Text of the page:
*engaged my black feminist breathing collages as examples of creating visual sacred space for our work in the context of our literary ancestors

*and created Mojuba prayers to honor the lineage of their own creativity as black queer literary geniuses which they are now using to create sacred space every time they write.

We closed the workshop with a ritual group poem based on the concept of YABO-the unbreakable thread, binding our intergenerational circle with intention laughter and affirmation.  After you read a line that resonates with you, you can shout YABO! like we did to affirm the unbreakable thread and if you are anything like our interconnected group of queer black geniuses at the end you will laugh and rejoice.

The Unbreakable Thread (YABO)

spoken by the participants in the Queer Blood Relations Workshop at Fire and Ink 2015 in Detroit, MI

I bind myself to you with joy and revelation.


I bind myself to you with the truth of who we are: divine one.


I bind myself to you with the spirit and energy of freedom.


I bind myself to you with purity and with wisdom.


I bind myself to you with the magic of wildness and the sweetness of nature.


I bind myself to you with the magic of who were, who we are and who we will be.


I bind myself to you with electric positivity and reverence.


I bind myself to you with spirit, energy, freedom and love.


I bind myself to you with the power of our history and the potential of our future.

I bind myself to you with the unbroken thread of love.


I bind myself to you with patience and dance.


I bind myself to you with healing and love as we build in afrofuturism.


I bind myself to you with dignity and respect.


I bind myself to you with fearlessness and confidence.


I bind myself to you with determination and legacy.


I bind myself to you with the roots of all the hairs that we’ve ever had.


I bind myself to you with the miracle that is playfulness and laughter.


I bind myself to you with unbound creativity.


I bind myself to you with the hope for liberation.


I bind myself to you with an erotic life and the joy that having an erotic life brings to us.


Who’s Going to Sing a Black Girl’s Song: A Conversation on Black Girlhood (NYC)

29 10 2015

WGSBS“Who’s going to sing a black girl’s song?”: A Conversation on Black Girlhood

Screen shot 2014-02-15 at 7.20.20 PM

Featuring Asali Solomon ’95 and Alexis Pauline Gumbs ’04
6:30 PM

Distinguished Barnard alumnae Asali Solomon and Alexis Pauline Gumbs read from their novels, stories, and poems as prelude to a discussion about the pleasures and dangers of black girlhood. Asali Solomon is the author of the recently published, critically acclaimed

In 2007, Asali Solomon was named one of the National Book Foundation's "5 Under 35." Her previous book, Get Down, is a collection of short stories. She teaches English literature and creative writing at Haverford College.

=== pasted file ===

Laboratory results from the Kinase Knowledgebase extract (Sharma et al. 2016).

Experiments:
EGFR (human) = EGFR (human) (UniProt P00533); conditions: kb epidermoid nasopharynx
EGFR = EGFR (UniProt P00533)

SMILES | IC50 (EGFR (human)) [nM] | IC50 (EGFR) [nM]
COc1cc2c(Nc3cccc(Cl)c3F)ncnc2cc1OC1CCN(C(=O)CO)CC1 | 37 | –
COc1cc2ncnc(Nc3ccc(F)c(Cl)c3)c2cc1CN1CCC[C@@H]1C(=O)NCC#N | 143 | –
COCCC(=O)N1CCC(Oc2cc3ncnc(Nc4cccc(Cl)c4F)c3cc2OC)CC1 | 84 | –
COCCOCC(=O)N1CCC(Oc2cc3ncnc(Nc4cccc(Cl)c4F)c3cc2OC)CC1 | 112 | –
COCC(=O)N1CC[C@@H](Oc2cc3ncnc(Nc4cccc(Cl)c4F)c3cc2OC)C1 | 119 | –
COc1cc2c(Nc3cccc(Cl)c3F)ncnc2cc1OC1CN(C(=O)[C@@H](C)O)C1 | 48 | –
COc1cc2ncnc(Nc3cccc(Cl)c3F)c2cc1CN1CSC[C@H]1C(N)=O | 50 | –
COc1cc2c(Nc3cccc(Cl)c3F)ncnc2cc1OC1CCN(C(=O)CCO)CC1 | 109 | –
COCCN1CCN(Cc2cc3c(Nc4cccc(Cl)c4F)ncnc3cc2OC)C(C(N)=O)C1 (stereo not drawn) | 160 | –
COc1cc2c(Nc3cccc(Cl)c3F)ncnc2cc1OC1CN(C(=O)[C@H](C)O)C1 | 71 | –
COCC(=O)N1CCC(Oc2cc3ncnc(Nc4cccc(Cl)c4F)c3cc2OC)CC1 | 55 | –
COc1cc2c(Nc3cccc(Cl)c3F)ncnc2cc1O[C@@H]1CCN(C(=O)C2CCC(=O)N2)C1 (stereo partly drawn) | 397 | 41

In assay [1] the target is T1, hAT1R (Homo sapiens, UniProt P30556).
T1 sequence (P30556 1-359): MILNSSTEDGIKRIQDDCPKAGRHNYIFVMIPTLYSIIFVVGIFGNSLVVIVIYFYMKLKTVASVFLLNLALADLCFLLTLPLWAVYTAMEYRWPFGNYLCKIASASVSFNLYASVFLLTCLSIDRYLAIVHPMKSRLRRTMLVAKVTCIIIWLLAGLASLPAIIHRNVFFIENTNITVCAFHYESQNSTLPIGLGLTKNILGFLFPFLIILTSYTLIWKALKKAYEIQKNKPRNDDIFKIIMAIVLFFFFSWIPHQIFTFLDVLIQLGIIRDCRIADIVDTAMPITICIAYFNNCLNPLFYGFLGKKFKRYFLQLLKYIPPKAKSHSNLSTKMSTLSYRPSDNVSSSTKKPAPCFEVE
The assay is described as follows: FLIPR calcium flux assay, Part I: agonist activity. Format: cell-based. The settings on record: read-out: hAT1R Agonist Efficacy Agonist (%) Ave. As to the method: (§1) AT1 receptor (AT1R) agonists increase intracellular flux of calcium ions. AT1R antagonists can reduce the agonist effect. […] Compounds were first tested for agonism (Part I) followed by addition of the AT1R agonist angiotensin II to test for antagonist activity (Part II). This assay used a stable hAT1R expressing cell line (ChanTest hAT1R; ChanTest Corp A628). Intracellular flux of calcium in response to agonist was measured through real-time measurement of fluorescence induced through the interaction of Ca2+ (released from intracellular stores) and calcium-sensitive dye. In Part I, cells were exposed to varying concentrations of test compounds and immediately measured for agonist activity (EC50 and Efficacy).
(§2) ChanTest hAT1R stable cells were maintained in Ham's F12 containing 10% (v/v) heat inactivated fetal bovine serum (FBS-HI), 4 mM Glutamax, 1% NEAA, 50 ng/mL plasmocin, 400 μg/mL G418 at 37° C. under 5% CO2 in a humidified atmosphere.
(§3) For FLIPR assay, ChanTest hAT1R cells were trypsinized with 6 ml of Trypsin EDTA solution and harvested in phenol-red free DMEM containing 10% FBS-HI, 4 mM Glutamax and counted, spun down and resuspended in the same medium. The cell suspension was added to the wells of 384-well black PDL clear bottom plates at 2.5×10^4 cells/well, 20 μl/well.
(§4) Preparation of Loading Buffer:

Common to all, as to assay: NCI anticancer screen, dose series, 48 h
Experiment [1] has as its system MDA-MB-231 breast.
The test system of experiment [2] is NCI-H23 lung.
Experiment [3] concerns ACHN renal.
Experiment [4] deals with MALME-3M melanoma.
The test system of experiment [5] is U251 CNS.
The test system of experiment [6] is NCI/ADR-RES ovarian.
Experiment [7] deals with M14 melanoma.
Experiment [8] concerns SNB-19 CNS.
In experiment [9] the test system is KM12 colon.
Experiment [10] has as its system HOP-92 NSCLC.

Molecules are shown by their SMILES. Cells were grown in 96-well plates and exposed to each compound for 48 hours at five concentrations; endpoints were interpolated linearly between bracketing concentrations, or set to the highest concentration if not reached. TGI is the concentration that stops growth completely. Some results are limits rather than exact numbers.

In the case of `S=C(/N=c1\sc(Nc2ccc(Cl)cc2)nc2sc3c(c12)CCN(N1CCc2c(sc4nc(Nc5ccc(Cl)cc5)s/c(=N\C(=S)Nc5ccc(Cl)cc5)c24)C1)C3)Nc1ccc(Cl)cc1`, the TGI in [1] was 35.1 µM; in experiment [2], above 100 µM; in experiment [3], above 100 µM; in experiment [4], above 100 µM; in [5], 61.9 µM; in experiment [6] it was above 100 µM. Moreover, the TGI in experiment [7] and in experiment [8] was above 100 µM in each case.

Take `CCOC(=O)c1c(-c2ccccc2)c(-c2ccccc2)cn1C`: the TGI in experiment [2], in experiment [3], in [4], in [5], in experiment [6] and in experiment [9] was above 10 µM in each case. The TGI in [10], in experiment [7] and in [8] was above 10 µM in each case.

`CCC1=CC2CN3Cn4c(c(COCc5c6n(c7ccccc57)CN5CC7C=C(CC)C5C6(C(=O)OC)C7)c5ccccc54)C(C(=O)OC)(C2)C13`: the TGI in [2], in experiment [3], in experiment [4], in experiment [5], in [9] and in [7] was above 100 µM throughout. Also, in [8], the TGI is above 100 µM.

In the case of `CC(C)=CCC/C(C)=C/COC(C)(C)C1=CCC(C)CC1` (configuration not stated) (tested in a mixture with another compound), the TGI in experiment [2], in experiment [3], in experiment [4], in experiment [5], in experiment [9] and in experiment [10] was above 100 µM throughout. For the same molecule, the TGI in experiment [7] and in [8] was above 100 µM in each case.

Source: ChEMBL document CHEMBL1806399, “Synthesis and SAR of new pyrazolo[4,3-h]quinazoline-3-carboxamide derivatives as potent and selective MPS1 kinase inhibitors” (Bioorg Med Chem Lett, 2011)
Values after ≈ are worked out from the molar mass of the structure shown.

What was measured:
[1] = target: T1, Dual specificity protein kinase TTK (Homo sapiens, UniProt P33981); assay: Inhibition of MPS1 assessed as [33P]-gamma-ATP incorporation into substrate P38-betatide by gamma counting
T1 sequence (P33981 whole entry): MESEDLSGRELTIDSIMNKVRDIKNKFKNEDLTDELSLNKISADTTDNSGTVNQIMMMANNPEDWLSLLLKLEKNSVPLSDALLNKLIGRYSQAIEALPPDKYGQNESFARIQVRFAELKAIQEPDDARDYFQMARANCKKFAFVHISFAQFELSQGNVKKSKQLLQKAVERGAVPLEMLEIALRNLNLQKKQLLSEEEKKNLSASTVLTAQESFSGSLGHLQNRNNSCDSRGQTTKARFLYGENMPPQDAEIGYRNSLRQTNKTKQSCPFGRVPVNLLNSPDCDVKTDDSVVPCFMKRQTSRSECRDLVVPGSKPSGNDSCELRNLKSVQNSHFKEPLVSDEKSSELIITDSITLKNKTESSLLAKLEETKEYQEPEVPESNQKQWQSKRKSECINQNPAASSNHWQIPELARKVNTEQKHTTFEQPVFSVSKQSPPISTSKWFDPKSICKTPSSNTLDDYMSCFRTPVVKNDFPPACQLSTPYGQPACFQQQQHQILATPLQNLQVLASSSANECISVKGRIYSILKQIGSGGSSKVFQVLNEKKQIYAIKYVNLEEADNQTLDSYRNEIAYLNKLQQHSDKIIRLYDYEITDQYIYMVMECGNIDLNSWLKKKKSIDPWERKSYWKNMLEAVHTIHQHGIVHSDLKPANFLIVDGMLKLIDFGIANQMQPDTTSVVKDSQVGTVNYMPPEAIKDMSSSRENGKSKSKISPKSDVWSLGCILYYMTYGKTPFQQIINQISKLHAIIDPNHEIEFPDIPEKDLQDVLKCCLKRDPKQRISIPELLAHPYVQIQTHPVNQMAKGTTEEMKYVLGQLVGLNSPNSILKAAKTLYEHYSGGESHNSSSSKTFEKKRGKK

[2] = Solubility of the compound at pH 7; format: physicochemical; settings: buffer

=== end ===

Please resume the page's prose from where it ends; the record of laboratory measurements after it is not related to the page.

In 2007, Asali Solomon was named one of the National Book Foundation’s “5 Under 35.” Her previous book, Get Down, is a collection of short stories. She teaches English literature and creative writing at Haverford College.

novel Disgruntled—a comingof-age story centering on Kenya, a daughter of black nationalists who finds herself navigating both radical politics and elite white educational institutions on her way to adulthood—and Get Down!, a collection of short stories. Alexis Gumbs, queer black troublemaker, black feminist love evangelist, time traveller and space cadet, is a poet, independent scholar, and activist. She is the co-editor of the forthcoming anthology Revolutionary Mothering: Love on the Front Lines and the author of a forthcoming work of narrative black feminist theory called Spill. She is the founder of the Eternal Summer of the Black Feminist Mind intergalactic community school, and was recently named one of “6 Scholars Currently Reimaging Black Politics” by The Nation.


Dreambook Oracles: A POC Workshop on Dreams, Poetry and the Deep Dark Future

27 10 2015
Dreambook Oracles: A Workshop for People of Color on Dreams, Poetry and the Deep Dark Future!
2pm-4:30 pm on Saturday, November 7th
Libre Wellness Collective

2642 Banks St, New Orleans, Louisiana 70119

This workshop is for people of color and it is about our sleeping dreams as resources for the evolution of the species and the transformation of our collective relationship with the planet.    This workshop is about our beautiful unstoppable existence as the nightmare of capitalism and the fantastic victory of our ancestors.   We will be working with dreams as survival technology and evolutionary oracles together and individually using poetry, interactive engagement and the darkest parts of our love.